“This is our first child so this is all new to us. She’s so little and this is such a big responsibility. I just want to make sure we’re doing everything right,” said Amador, who road in the backseat with the precious bundle. Jones explained that the baby should not be wrapped in a blanket when placed in the car seat and demonstrated how the straps should be secured over her shoulders like a pair of overalls.

“She needs to be rear facing up to two-years-old. This car seat goes up to 35 pounds and then she will need a new front-facing seat,” she said, adding that the couple could call or return to the hospital if they had any questions. Jones has been known to purchase car seats from her own funds when she meets a patient who needs a special size.

“Terri has done a truly wonderful job in building the car seat program at IU Arnett.  She took on this role with quite a passion, and has helped build a really strong and skilled team of car seat technicians who do a fantastic job serving our community and keeping babies and children as safe in their vehicles as they can be,” said Selina McNulty, manager of labor & delivery, mother baby at Arnett. Jones also spends time training technicians at Riley Hospital for Children at IU Health.

One of the best parts of her job she says is meeting new parents and talking about the babies. She doesn’t hesitate to change little Elianna’s diaper before sitting her in the new car seat. All the while, talking to the parents about keeping their daughter safe during travels.

“I can’t imagine not doing this,” said Jones, who has 12 grandchildren and six great grandchildren. “It’s an integral part of me. You don’t choose your passion; your passion chooses you.”

More about Jones:

  • She is the oldest of six children born to the Lois Taylor and the late Walter Taylor.
  • She can’t remember ever wanting to be anything but a nurse. Her mom was a nurse, her great aunt was a nurse, her sister is a nurse, and she has two nieces and a daughter who are nurses.
  • She is a graduate of Purdue University.
  • She lives on six acres and enjoys gardening and spending time with her grandchildren at the lake and on Disney vacations.
  • She spends many weekends transporting rescue dogs to shelters across the state.

— By T.J. Banes, Associate Senior Journalist at IU Health.
   Reach Banes via email at
T.J. Banes or on Twitter @tjbanes.

Transplant Patients Bring Home Medals

Two IU Health patients recently returned from the Transplant Games of America with medals to show for their athletic competitions. 

Smiles. That’s what they are wearing. Never mind the medals around their necks. They are grinning from ear to ear.

Standing atop a winner’s podium, posing with fellow athletes, and celebrating living donors at opening ceremonies – Brook Zander and Dylan Deem were all smiles at the recent Transplant Games of America in Salt Lake City, Utah.

“I’ve had the honor and absolute pleasure to meet incredibly courageous people, and create memorable still frames of times I’ll cherish forever in my soul,” wrote Deem. At the age of four he was diagnosed with Synovial Cell sarcoma and was treated with a partial left leg amputation and high doses of chemotherapy. He has received two heart transplants at IU Health. Zander received a double lung transplant at IU Health in 2015.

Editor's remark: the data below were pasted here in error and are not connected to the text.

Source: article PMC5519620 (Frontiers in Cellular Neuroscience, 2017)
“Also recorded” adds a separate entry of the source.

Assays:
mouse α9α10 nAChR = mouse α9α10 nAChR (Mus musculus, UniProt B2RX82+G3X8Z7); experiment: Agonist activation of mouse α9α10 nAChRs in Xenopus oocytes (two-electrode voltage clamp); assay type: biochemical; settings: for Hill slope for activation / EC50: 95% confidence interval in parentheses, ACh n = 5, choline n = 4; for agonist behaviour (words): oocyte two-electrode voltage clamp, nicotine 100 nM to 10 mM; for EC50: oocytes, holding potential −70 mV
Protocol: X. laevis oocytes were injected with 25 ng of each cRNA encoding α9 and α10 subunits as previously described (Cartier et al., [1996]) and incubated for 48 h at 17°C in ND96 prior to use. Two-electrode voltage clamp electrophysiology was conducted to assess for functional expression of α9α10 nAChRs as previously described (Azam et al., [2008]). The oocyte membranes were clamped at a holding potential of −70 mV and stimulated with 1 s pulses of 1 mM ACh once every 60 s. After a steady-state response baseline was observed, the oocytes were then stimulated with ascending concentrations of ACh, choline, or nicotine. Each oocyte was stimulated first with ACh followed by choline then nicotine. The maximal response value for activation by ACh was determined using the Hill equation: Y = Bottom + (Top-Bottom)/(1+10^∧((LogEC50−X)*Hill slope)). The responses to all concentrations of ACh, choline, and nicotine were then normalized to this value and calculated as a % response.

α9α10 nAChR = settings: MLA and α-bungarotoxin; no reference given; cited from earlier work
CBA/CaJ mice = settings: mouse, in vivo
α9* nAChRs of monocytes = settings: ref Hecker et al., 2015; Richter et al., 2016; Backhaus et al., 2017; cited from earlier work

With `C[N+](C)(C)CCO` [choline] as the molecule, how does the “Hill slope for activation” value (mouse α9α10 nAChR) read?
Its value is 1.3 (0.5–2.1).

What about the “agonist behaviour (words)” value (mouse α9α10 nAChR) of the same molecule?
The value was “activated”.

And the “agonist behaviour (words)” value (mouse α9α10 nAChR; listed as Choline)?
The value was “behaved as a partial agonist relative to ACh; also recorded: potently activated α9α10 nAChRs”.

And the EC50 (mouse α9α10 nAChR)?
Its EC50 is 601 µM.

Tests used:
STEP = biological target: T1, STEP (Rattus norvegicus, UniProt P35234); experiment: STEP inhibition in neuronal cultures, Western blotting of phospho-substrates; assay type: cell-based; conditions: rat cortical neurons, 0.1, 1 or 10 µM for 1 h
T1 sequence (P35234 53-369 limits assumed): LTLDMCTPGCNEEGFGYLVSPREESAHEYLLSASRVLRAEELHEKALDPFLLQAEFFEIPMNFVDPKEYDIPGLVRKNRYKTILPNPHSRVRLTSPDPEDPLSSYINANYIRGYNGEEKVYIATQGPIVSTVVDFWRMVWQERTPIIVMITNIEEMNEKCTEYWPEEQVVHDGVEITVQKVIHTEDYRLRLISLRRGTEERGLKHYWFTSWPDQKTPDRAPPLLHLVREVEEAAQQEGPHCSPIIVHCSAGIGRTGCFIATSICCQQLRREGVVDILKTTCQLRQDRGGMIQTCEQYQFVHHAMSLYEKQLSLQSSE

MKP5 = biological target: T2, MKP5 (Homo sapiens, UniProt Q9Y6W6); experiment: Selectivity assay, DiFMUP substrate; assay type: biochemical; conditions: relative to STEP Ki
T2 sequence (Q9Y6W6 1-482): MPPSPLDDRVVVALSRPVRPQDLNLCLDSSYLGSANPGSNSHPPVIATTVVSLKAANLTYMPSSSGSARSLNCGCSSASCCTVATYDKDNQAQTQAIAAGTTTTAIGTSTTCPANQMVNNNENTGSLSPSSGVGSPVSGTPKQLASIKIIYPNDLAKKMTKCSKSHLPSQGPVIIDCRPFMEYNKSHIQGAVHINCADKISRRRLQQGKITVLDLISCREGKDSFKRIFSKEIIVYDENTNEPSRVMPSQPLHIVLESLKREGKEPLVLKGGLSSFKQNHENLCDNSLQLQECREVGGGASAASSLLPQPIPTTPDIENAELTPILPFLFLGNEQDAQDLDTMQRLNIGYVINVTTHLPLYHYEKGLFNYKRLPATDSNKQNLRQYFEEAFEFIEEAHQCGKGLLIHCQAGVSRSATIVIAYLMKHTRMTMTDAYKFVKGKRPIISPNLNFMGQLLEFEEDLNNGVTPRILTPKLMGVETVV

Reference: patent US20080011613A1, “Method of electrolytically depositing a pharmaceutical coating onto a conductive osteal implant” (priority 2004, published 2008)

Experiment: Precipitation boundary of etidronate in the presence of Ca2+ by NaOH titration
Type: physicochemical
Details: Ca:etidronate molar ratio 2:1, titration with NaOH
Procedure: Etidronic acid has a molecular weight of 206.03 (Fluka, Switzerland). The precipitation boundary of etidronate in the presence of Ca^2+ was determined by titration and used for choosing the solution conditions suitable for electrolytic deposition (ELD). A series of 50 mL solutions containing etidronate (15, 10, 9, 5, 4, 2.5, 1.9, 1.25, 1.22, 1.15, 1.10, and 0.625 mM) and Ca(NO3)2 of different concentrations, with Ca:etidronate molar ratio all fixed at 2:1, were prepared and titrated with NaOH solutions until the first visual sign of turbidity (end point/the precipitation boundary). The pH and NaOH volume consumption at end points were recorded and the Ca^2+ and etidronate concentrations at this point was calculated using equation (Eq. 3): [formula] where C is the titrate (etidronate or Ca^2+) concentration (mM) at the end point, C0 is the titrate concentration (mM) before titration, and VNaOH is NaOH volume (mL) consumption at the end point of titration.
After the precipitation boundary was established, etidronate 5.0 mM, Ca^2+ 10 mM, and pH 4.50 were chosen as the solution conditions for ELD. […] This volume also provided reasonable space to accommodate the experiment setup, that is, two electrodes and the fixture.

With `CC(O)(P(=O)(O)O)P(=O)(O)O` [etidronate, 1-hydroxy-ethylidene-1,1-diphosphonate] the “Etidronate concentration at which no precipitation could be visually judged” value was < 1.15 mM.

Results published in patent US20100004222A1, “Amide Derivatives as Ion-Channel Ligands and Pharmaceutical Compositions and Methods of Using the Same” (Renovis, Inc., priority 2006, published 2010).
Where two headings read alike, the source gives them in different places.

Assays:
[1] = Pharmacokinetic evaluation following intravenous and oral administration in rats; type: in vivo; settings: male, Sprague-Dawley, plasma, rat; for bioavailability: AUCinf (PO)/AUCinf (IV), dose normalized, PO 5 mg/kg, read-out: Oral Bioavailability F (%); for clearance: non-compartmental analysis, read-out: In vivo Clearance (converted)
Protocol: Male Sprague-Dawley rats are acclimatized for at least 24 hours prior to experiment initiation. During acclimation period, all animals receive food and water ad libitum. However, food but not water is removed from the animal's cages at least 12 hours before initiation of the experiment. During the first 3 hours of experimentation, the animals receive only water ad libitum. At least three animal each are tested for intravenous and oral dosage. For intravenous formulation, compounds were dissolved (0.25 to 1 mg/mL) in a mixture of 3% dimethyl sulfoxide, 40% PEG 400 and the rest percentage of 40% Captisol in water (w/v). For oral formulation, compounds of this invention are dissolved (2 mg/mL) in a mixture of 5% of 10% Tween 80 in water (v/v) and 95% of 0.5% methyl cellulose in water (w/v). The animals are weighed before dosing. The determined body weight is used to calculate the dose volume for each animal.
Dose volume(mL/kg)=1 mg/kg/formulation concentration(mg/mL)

Both patients have prepared for months to participate in the 2018 Transplant Games – competing in bowling and track and field events. The games are an opportunity to show the world that transplantation is a treatment that works to help restore health. Over the years, it has grown to an event that brings together patients and donor families.

“I didn’t have medaling finishes in either bowling doubles or mixed doubles, but I met a few awesome heart recipients who are 27-years post-transplant which is an amazing feat,” said Deem, who scored a bronze finish in discus.

The Transplant Games of America, the producer of the Donate Life Transplant Games reports 116,425 patients in the United States are awaiting organ donation. Of those, 96,483 are awaiting a new kidney; 14,245 are awaiting a liver transplant; and 3,992 are awaiting a heart transplant. Donate Life reports another person is added to the waiting list for organ transplantation every ten minutes and 22 people die each day because the organ they need is not donated in time. Organ, eye, and tissue donors can register at the Donate Life website.

After attending the tribute to organ donors, Deem said: “These donors make the gift of life possible for those of us with transplants. I was humbled, and inspired hearing their stories. I have been fortunate with a renewed life thanks to organ donation.”

— By T.J. Banes, Associate Senior Journalist at IU Health.
   Reach Banes via email at
T.J. Banes or on Twitter @tjbanes.

“It Felt Like Someone Kicked Me In The Groin”

Noah Tolan, 22, recently completed his last round of chemo after a diagnosis of testicular cancer.

A red 2002 Ford Ranger comes to mind when Noah Tolan, 22, describes life before cancer. He was 16 and the first mechanical job he ever did in his life was put a new muffler on that truck. From that point on, he was hooked.

As a student at Southport High School he competed in free style and breaststroke on the swim team and played bass guitar in the jazz band. After high school he did what came naturally – he became a diesel mechanic working on semis and school busses.

Life was good for the only child of Candice and Danny Combs. One night he was out singing karaoke with friends and met someone special – her name was Melissa. She was the one.

In February he proposed to Melissa. It was about the same time that he broke down and went to see his family physician.

“I had a lot of pain on left side especially while walking and sitting or driving. If felt like someone kicked me in the groin. I let it go and let it go because I was too stubborn to go to the doctor,” said Tolan, of Greenwood. But after a three-hour plane ride for a work-related trip to Massachusetts he knew he could no longer ignore the pain.